Make a clean reshuffle

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Make a clean reshuffle

The replacement of Park Young-joon, a presidential secretary for planning and coordination, was inevitable as a preliminary measure for reshuffling.
It is the right move to ask him to take responsibility because he caused problems by interfering with personnel affairs that were beyond his duties.
The replacement was necessary to clear suspicion about the possibility that the very people who caused problems in personnel affairs would be involved in the reform of personnel affairs again.
But there are other concerns. Legislator Chung Doo-un pointed out that there are four people who were busier gathering personal loot than working on state affairs.
They include the chief of staff at the Blue House, two presidential secretaries and legislator Lee Sang-deuk, the president’s older brother who used to be a deputy speaker at the National Assembly.
As Chung’s remark can be part of a power struggle, one probably shouldn’t trust everything he says.
However, it is well-known that the four have been in the president’s inner circle who led personnel affairs.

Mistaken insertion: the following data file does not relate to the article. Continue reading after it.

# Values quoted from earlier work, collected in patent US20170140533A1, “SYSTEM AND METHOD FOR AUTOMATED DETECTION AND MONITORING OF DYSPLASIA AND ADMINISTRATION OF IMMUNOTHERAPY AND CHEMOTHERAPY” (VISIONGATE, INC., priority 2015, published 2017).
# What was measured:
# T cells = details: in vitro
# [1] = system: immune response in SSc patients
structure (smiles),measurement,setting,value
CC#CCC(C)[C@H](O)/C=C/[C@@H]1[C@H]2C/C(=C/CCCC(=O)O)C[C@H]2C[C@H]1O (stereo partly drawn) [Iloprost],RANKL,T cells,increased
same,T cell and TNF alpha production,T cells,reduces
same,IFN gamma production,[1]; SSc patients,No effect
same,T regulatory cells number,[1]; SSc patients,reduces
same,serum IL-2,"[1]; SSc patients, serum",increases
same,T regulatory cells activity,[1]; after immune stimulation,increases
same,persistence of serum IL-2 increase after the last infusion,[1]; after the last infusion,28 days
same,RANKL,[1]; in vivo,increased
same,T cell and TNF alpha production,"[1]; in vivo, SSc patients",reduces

Legislator Lee has denied the accusation but suspicions remain. On the morning that Presidential Secretary Park was fired, it is known that the president had breakfast with his older brother and made the decision.
It is also said that the older Lee sent someone to Park Geun-hye to see if she would consider becoming the prime minister. This is definitely an act of interference in personnel affairs.
There is nothing wrong with the older brother, as a veteran politician, giving political advice to the younger brother. But the problem is the advice is aimed at employing those he favors. With even the ruling Grand National Party making complaints about some members taking personal loot, the situation can’t be ignored.
Problems in personnel affairs have led to today’s chaos that is to be solved through reshuffling. Reshuffling should be left to new people.
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